Thanks to healthier lifestyles and advances in modern medicine, the worldwide population over age 65 is growing. In the past decade, the population of Americans aged 65 and older has grown 38% and is expected to reach 94.7 million in 2060. As our nation ages, many Americans are turning their attention to caring for aging parents.1
For many people, one of the most difficult conversations to have involves talking with an aging parent about extended medical care. The shifting of roles can be challenging, and emotions often prevent important information from being exchanged and critical decisions from being made.
When talking to a parent about future care, it’s best to have a strategy for structuring the conversation. Here are some key concepts to consider.
COVER THE BASICS
Knowing ahead of time what information you need to find out may help keep the conversation on track. Here is a checklist that can be a good starting point:
- Primary physician
- Medications and supplements
- Allergies to medication
It is also important to know the location of medical and estate management paperwork, including:2
- Medicare card
- Insurance information
- Durable power of attorney for healthcare
- Will, living will, trusts, and other documents
Remember that if you can collect all the critical information, you may be able to save your family time and avoid future emotional discussions. While checklists and scripts may help prepare you, remember that this conversation could signal a major change in your parent’s life. The transition from provider to dependent can be difficult for any parent and has the potential to unearth old issues. Be prepared for emotions and the unexpected. Be kind, but do your best to get all the information you need.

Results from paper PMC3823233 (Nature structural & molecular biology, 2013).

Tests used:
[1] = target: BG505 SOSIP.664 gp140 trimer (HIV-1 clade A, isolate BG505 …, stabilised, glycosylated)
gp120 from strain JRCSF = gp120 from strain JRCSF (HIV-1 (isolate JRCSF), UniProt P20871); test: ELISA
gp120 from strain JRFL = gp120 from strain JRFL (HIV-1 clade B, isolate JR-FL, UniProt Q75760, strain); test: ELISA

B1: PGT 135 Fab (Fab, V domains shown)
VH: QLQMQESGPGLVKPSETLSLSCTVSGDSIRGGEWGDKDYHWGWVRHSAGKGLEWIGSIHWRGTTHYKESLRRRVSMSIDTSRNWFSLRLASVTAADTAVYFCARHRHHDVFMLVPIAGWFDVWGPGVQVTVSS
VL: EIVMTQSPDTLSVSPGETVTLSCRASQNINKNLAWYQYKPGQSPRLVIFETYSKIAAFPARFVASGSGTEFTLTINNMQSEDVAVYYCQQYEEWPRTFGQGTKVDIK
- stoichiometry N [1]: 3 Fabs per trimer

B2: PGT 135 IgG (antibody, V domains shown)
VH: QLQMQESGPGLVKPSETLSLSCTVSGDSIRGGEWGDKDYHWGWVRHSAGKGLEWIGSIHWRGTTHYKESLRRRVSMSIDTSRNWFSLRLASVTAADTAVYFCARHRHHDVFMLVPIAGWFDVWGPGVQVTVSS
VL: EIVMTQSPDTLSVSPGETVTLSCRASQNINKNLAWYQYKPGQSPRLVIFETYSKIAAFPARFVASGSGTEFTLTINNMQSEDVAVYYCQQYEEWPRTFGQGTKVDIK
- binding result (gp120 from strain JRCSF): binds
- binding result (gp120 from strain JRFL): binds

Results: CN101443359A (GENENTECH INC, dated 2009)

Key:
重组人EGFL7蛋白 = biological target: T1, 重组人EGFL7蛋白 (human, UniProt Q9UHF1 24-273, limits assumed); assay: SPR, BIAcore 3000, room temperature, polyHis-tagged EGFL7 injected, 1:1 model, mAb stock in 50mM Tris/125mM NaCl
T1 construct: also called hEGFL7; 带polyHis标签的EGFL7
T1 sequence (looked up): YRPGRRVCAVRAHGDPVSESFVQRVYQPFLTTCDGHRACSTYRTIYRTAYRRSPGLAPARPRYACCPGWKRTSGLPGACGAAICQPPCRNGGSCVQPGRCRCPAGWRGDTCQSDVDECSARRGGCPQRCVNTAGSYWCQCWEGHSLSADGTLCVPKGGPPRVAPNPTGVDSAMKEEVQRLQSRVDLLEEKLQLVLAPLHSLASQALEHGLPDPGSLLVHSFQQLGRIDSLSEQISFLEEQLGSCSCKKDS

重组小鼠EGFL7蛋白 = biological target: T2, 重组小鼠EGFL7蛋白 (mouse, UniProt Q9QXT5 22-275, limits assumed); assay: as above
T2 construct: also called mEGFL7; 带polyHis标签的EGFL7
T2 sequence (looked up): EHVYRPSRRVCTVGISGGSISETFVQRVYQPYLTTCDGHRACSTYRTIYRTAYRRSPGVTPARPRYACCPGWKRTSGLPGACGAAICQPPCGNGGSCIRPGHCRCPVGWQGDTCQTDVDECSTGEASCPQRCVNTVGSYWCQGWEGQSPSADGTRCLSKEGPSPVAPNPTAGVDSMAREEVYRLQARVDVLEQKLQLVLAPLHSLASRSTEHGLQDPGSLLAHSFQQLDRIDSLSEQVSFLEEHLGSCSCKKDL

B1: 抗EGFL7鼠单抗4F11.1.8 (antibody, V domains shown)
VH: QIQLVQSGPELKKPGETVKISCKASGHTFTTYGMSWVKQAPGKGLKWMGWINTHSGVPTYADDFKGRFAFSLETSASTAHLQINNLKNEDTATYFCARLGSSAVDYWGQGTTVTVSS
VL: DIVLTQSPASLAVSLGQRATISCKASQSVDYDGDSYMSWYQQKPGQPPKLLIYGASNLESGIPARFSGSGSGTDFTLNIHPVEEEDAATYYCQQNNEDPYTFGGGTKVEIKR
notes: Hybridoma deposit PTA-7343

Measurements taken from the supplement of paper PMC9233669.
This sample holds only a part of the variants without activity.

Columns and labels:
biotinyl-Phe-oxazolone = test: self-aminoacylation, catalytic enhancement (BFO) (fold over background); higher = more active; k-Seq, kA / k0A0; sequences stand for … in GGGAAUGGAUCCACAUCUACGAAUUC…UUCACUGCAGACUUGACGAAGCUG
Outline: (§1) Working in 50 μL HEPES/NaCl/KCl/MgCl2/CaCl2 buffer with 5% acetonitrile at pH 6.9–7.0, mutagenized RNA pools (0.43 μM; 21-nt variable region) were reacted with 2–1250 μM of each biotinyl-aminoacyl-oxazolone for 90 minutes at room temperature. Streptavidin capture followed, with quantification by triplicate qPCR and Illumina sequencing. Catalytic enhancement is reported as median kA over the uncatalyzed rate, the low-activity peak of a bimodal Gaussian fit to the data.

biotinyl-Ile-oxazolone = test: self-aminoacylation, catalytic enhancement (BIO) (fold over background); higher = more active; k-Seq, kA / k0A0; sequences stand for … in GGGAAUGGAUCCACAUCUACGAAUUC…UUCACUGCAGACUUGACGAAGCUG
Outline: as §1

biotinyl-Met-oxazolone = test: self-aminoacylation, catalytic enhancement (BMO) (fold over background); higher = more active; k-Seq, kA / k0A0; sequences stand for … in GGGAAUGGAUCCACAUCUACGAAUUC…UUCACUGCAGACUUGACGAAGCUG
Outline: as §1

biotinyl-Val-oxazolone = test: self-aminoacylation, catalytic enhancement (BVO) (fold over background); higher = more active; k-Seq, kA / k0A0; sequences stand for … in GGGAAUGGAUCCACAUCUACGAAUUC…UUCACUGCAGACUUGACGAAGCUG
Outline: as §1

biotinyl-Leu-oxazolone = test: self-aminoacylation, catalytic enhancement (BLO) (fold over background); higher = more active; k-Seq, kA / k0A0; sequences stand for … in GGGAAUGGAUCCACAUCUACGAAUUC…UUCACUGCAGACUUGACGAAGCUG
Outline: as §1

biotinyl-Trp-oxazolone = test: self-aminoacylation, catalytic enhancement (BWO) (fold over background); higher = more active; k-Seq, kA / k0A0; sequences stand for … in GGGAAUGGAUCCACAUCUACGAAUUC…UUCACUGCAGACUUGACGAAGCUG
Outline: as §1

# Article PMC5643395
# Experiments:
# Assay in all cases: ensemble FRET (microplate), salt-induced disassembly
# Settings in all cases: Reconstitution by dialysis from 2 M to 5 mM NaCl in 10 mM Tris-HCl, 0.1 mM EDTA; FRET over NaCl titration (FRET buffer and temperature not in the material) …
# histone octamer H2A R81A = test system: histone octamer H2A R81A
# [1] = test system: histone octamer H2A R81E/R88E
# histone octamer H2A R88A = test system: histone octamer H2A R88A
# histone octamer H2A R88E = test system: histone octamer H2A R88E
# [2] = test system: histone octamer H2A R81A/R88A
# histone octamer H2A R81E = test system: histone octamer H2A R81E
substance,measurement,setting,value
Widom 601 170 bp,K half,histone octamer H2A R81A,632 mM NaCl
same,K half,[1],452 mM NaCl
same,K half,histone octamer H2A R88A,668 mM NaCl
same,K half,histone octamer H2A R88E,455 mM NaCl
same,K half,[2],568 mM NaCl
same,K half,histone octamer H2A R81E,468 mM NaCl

KEEP THE LINES OF COMMUNICATION OPEN
This conversation is probably not the only one you will have with your parent about their future healthcare needs. It may be the beginning of an ongoing dialogue. Consider involving other siblings in the discussions. Often one sibling takes a lead role when caring for parents, but all family members should be honest about their feelings, situations, and needs.
The earlier you begin to communicate about important issues, the more likely you will be to have all the information you need when a crisis arises. How will you know when a parent needs your help? Look for indicators like fluctuations in weight, failure to take medication, new health concerns, and diminished social interaction. These can all be warning signs that additional care may soon become necessary. Don’t avoid the topic of care just because you are uncomfortable. Chances are that waiting will only make you more so.
Remember, whatever your relationship with your parent has been, this new phase of life will present challenges for both parties. By treating your parent with love and respect—and taking the necessary steps toward open communication—you will be able to provide the help needed during this new phase of life.